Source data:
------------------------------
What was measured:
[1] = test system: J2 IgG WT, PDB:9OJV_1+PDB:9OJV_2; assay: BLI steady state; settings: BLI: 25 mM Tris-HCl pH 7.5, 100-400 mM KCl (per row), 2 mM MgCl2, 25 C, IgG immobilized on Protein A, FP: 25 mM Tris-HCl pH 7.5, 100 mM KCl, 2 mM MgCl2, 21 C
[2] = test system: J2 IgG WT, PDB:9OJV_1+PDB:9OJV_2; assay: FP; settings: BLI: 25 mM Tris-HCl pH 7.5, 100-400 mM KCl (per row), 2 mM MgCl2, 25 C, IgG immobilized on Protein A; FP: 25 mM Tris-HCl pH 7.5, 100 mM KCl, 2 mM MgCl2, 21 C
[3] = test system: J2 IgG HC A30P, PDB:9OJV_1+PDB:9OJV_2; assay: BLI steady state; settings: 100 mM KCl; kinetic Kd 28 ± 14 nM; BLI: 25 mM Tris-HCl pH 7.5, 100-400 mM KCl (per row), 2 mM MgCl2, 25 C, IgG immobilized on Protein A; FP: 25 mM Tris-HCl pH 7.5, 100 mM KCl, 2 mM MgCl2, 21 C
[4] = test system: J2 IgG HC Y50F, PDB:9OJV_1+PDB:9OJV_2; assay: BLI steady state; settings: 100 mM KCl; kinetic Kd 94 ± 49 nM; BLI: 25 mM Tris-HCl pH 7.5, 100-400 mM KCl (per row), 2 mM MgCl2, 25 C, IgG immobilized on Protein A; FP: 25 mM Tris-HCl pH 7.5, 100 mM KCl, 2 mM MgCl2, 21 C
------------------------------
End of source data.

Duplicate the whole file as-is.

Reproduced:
What was measured:
[1] = test system: J2 IgG WT, PDB:9OJV_1+PDB:9OJV_2; assay: BLI steady state; settings: BLI: 25 mM Tris-HCl pH 7.5, 100-400 mM KCl (per row), 2 mM MgCl2, 25 C, IgG immobilized on Protein A, FP: 25 mM Tris-HCl pH 7.5, 100 mM KCl, 2 mM MgCl2, 21 C
[2] = test system: J2 IgG WT, PDB:9OJV_1+PDB:9OJV_2; assay: FP; settings: BLI: 25 mM Tris-HCl pH 7.5, 100-400 mM KCl (per row), 2 mM MgCl2, 25 C, IgG immobilized on Protein A; FP: 25 mM Tris-HCl pH 7.5, 100 mM KCl, 2 mM MgCl2, 21 C
[3] = test system: J2 IgG HC A30P, PDB:9OJV_1+PDB:9OJV_2; assay: BLI steady state; settings: 100 mM KCl; kinetic Kd 28 ± 14 nM; BLI: 25 mM Tris-HCl pH 7.5, 100-400 mM KCl (per row), 2 mM MgCl2, 25 C, IgG immobilized on Protein A; FP: 25 mM Tris-HCl pH 7.5, 100 mM KCl, 2 mM MgCl2, 21 C
[4] = test system: J2 IgG HC Y50F, PDB:9OJV_1+PDB:9OJV_2; assay: BLI steady state; settings: 100 mM KCl; kinetic Kd 94 ± 49 nM; BLI: 25 mM Tris-HCl pH 7.5, 100-400 mM KCl (per row), 2 mM MgCl2, 25 C, IgG immobilized on Protein A; FP: 25 mM Tris-HCl pH 7.5, 100 mM KCl, 2 mM MgCl2, 21 C